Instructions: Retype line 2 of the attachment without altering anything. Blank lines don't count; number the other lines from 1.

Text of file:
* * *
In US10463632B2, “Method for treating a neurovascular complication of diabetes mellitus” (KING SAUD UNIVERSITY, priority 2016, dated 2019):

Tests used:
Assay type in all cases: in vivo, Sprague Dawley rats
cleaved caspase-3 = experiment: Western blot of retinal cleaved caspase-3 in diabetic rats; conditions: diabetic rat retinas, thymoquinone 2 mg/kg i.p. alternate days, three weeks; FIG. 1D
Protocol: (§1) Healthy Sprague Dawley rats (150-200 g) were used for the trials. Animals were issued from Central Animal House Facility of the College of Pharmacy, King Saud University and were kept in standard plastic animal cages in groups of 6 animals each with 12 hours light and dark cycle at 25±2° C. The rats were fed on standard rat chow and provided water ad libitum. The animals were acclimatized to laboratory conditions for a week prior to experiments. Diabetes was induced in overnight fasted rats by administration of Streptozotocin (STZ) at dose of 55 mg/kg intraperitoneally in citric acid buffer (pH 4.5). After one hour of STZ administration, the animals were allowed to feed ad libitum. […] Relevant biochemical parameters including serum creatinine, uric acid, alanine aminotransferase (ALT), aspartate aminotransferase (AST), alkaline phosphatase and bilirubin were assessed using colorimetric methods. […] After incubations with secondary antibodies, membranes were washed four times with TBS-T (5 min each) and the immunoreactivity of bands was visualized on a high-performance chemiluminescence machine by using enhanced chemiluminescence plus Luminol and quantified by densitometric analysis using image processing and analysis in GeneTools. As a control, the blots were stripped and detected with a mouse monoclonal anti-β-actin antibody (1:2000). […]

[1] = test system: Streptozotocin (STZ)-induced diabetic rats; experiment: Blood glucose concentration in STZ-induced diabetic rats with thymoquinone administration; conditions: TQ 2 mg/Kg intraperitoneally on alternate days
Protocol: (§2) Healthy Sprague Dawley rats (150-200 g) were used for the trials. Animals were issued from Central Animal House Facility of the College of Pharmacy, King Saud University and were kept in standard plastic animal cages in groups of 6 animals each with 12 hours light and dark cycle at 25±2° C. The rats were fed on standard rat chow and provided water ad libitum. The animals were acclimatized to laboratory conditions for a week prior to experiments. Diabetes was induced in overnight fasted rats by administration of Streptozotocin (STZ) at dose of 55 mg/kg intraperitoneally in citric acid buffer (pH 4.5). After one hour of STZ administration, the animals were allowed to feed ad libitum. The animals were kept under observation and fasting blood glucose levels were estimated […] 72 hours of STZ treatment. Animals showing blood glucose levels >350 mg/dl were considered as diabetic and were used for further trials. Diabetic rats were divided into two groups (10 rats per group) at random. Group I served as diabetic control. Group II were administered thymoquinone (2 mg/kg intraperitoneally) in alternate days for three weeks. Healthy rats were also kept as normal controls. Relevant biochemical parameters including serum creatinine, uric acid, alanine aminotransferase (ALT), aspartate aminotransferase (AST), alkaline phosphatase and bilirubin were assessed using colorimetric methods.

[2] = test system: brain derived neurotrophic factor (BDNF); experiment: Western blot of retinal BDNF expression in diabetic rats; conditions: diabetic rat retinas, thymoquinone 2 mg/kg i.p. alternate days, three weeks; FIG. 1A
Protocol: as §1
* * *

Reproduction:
Tests used: